by Liz Jansen
Nowhere are distractions more potentially perilous than while you’re operating your motorcycle. Fail to deal with them and you’re likely to find yourself losing control and having an accident.
The many demands on your time and personal resources seem crucial, but if you take a step back and look at them in the grand scheme of things, they suddenly lose their urgency. Over time, directing energy to something that’s off-course can drain you, making you less effective for those things you’ve decided are important.
The same distractions that put you at risk on your motorcycle also jeopardize your chances of reaching your goals in life.
- Blinding light. This becomes a real hazard to riders, particularly in autumn, when the sun is low in the sky. Wear polarized sunglasses or use a polarized visor. The life equivalent is allowing yourself to be bedazzled by another’s achievements or challenges. Don’t let them throw you off-track.
- Activity in other vehicles. Most bikes sit higher than cars, and the rider can get quite an education by seeing what’s going on inside them. While it’s vital to anticipate the driver’s actions, fascinating as it may be, avoid focusing on activities that are not going to affect you.
- Visual distractions. You find yourself in a traffic jam because rubberneckers are curious about something that happened in another lane, going a different direction, and on the other side of a barrier. It’s just as easy to get sidetracked like this in life by something that catches your eye. It slows you down, influences those around you, and puts you at risk of not making your destination.
- Daydreaming. Riding along on a beautiful day can lull you into complacency and send your mind wandering. Your brain state drifts from beta alertness to alpha relaxation—not a good thing when you’re operating a motorcycle. While there’s no question of the Zen quality of riding, you still need to remain attentive. Whether on your bike or your life’s Road, persistent difficulty maintaining focus means it’s time for a rest.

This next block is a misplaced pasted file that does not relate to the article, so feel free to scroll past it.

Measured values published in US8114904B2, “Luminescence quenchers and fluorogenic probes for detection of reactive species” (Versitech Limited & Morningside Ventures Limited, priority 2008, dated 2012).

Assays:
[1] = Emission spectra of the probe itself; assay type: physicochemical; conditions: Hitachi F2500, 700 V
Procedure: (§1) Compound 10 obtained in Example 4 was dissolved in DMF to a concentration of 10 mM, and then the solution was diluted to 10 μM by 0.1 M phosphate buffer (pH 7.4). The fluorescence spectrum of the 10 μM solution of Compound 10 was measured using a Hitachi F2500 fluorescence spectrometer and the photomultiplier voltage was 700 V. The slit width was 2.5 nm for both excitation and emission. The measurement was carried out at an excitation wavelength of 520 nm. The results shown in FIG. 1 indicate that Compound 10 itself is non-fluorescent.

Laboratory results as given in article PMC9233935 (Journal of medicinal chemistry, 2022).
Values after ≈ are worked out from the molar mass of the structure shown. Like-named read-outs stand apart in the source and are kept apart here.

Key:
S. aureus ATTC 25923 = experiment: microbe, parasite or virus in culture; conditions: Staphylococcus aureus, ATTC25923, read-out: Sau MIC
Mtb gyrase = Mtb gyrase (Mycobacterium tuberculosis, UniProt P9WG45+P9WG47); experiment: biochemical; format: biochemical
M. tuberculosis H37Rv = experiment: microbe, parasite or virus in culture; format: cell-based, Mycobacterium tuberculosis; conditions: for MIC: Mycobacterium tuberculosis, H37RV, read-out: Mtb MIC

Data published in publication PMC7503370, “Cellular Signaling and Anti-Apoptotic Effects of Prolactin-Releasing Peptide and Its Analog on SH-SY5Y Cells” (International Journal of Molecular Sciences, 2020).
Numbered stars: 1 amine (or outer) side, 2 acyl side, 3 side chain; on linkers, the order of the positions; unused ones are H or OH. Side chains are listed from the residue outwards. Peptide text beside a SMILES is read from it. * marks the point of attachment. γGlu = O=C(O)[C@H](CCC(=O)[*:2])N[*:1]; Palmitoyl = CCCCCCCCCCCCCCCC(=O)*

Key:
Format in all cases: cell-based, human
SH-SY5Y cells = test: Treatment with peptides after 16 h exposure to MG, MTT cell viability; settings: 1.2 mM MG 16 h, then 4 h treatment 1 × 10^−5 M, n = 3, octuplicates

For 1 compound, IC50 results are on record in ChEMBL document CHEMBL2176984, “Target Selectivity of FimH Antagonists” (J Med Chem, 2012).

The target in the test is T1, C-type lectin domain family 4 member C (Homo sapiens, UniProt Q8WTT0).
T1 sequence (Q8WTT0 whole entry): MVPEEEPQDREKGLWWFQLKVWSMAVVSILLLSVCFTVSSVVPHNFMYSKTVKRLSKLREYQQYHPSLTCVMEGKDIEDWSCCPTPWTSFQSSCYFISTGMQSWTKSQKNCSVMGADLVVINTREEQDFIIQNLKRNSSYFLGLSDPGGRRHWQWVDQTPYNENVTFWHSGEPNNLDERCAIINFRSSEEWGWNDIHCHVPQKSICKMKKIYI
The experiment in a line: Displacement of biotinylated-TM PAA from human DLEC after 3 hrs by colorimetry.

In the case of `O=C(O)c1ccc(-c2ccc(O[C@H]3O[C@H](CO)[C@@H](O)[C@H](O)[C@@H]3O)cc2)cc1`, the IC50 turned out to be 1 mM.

- Looking for directions. While trying to find an address, you also need to wipe the rain from your visor, slow down, watch for traffic, observe stop lights, avoid potholes, look at road signs, navigate around streetcar tracks, and keep an eye out for jaywalkers. It’s tricky to do while maintaining balance, avoiding the wrath of other drivers, and keeping yourself from becoming tense and crashing into something. If you know you’re going into a busy time with lots of demands on your time and personal resources, the more you can plan and prepare, the easier it will be to reach your destination safely.
- Scenery. Becoming immersed in nature while riding through forests, across plains, or along the ocean is a highlight of riding. It’s when I feel the most connected to Spirit. But I’m still a mortal being, and I need to watch the road. Tending to body as well as soul keeps you balanced, healthy, and joyful.
- Physical condition. Pain and discomfort are signals your body sends off indicating that something is amiss and needs attention. That attention comes at the expense of what you’re trying to accomplish. Whether you’re on your bike or your Road, this distraction means it’s time to take a break and tend to other priorities before proceeding.
- Poor-fitting gear. You wear gear to protect yourself from weather, flying objects of all sizes, and the road. Armor (padding) needs to end up in the right position should it be called into action. One size does not fit all, and whatever you wear must be right for the situation. Gear that is too tight, too loose, or just plain doesn’t work makes you uncomfortable, contributes to fatigue, and isn’t going to give you the protection you need. If you’re to be of service to others, your first priority is in caring for yourself and your unique needs, not wearing something that was meant for someone else.
- Noise. Whether it’s a radio turned up loud, iPods, loud bikes, or two-way radios, all that noise is sensory input your mind has to process. This is in addition to all the other inputs you have to deal with. Avoid taking on too much, keep things simple, and stay focused. No matter which road you’re on, simplifying keeps you relaxed, alert, and in a better frame of mind when you arrive.
- Pleasing others. If the sole reason you learn to ride a motorcycle is to please others, or if you ride beyond your skill level to keep up with others, you’re risking your safety. Do things because they’re right for you, not to please others. Often those can be the same thing, but what distinguishes the empowering from the energy-draining is the intent.
It’s easy for buzz to distract you. It attracts your attention and your energy, but has no bearing on where you’re going. Avoid letting distractions lure you away from your purpose. Awareness is the first step to a safer ride.
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